All we want is the news on quarterback Jameis Winston to be about what the young man does on the football field and not off it. Yet that’s not likely to happen – not soon. Winston’s a victim of his success, and success often draws critics no matter what a man might do.
And the critics are plentiful when it comes to Winston. They prefer to talk about what he isn’t rather than what he is. No one can really say what he isn’t, although his critics often do.
Yet they also know what Winston is, because they saw it firsthand Saturday night in his performance against Notre Dame in a matchup of unbeatens. His season and Florida State’s season would have been in disarray had the Seminoles, the reigning national champions, lost to the Fightin’ Irish.
They would have lost, too – and lost under the Tallahassee lights – were it not for Jameis Winston.
Talk about his off-field conduct has grown tiresome. People and the press pick apart his life as if he were on the FBI list of America’s Most Wanted. They forget he’s a young man, someone who is still learning what it means to be grown. Who at 20 knew what that meant?
No one is trying to play down the allegations about an alleged sexual assault. But the man hasn’t been charged, so doesn’t he deserve a fair shake? Do we convict a man in public before we convict him in a courtroom?
“There is no victim because there’s no crime,” coach Jimbo Fisher told The Sporting News last week in Winston’s defense. “We’re convicting a guy over things that are not true based on evidence.”
We are a society that expects more from high-profile athletes than we expect from ourselves. We look for athletes like Winston to live some virginal life, a life without a single misstep in a world that trips over itself at every corner.
When these men do have missteps, we are quick to vilify them. We show these men less mercy than we do drug dealers, pimps and thugs who use violence to hold a community hostage.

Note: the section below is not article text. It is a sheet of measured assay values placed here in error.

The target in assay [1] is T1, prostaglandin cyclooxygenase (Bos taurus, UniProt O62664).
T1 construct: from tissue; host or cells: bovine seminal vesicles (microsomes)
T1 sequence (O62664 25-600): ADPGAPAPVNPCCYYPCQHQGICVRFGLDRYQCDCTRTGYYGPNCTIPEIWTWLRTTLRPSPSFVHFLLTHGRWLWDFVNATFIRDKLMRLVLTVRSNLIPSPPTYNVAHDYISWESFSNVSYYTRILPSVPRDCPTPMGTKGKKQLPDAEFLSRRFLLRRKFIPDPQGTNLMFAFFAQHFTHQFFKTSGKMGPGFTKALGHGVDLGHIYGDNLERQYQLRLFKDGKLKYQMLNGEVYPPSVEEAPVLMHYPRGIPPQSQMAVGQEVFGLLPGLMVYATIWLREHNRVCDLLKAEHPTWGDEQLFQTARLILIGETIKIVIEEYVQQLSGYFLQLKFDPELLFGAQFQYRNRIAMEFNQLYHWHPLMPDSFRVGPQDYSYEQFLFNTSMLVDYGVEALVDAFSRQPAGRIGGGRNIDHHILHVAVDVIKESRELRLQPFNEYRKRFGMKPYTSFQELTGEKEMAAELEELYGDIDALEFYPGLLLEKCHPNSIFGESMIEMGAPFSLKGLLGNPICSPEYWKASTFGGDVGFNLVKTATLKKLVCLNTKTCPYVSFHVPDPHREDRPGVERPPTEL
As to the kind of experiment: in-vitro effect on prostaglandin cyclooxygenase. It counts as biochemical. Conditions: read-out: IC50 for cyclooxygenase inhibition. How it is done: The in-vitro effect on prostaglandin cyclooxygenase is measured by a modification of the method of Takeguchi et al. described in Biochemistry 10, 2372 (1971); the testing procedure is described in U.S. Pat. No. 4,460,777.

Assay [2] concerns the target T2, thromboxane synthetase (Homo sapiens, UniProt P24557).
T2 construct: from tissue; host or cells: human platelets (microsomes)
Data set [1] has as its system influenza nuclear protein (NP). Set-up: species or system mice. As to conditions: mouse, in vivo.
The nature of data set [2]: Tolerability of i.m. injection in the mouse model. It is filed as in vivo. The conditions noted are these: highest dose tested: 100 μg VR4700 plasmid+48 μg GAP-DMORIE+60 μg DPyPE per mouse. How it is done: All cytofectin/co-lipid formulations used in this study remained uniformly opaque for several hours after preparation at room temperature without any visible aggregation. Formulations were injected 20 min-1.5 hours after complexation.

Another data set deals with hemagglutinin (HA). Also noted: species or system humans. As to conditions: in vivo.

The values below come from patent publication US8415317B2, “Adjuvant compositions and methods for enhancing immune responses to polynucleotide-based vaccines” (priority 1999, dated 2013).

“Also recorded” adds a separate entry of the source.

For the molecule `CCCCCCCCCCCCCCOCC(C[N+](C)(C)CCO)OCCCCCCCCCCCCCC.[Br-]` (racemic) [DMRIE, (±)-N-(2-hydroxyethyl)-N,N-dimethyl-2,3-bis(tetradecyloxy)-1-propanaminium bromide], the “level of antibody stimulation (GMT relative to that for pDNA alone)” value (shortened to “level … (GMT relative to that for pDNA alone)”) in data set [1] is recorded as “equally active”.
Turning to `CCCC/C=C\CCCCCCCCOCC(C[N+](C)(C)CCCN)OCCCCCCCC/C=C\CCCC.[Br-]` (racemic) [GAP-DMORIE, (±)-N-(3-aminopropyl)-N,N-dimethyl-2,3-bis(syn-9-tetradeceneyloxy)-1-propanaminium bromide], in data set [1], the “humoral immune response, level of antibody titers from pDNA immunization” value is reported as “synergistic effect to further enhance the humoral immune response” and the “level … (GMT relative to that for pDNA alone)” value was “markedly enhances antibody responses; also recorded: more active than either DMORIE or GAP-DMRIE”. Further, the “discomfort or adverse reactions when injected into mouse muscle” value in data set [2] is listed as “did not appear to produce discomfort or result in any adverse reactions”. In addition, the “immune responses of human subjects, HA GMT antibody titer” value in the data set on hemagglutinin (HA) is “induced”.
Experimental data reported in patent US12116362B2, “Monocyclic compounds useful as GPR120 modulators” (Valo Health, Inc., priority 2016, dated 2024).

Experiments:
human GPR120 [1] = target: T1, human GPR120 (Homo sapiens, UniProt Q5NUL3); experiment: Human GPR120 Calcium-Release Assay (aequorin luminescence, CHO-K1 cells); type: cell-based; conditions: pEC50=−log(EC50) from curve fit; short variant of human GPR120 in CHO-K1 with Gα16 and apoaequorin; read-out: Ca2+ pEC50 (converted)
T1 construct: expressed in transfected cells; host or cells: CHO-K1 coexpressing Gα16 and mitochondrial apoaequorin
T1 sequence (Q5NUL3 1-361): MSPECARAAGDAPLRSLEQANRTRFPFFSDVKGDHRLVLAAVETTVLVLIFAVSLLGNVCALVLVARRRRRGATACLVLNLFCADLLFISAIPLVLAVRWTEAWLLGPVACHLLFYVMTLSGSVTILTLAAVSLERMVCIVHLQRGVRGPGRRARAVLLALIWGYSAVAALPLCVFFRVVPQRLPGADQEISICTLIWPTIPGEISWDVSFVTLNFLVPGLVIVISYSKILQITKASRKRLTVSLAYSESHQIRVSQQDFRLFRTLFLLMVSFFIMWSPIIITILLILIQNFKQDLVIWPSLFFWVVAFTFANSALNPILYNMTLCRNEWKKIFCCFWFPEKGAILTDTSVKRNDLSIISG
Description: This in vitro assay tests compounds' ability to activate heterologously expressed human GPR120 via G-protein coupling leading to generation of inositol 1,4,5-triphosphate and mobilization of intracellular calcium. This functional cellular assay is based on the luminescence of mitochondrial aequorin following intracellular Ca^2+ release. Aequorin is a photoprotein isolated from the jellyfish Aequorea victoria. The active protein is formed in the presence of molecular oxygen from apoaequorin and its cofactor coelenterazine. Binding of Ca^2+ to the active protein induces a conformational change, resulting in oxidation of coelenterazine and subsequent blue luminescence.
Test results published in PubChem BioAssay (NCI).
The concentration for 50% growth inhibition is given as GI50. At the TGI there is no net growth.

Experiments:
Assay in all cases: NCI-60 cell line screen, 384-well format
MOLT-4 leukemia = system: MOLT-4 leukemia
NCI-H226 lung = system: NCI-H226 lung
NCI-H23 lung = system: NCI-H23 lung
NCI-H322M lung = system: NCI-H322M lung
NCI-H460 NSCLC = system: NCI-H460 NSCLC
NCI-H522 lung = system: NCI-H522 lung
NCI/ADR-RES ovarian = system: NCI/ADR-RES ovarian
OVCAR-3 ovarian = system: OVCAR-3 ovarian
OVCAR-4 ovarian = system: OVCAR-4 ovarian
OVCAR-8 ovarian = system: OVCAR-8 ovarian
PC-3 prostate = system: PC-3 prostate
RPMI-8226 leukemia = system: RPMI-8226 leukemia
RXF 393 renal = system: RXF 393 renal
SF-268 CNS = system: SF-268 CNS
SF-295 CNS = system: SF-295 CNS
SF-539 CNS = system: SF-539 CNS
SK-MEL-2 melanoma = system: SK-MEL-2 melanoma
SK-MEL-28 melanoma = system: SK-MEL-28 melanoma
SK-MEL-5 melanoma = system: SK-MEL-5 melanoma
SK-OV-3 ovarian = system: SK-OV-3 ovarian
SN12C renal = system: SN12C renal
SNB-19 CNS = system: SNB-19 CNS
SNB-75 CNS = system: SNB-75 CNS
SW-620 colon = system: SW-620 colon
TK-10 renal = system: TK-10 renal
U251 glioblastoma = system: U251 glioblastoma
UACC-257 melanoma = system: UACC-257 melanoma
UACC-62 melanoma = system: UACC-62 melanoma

Winston hasn’t damaged our community at all. If anything, he’s added joy to our world. He’s a star, and most of us love stars. We love them because they remind us of what fame looks like. In our minds, we live their success vicariously. These men’s fame soon becomes ours as well.
For a season-and-a-half, Winston has filled our dreams with performances that will stand for ages. He’s won a Heisman for his play, and he’s used his strong arm to lead the Seminoles to a national championship earlier this year. He can’t possibly give us more than he already has.
Yet people do want more – a lot more. They want a naïve young man to act as if he’s more seasoned about life than he is. His critics seem to forget all of this. But they should step back and look inside themselves. They should not be too quick to judge a man – not when the man is still coming of age.
In this era of quick judgments, we’ve come to accept this rush to judge a man, no matter whether doing so runs counter to what makes America what it is.
We have judged Jameis Winston harshly. We have judged him harshly for what he can’t be instead of seeing him for what he is. He deserves better from us. He deserves it because every man deserves to grow up first before we saddle him with great expectations he can’t possibly reach.
The opinions expressed here do not necessarily reflect those of BET Networks.
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(Photo: Streeter Lecka/Getty Images)
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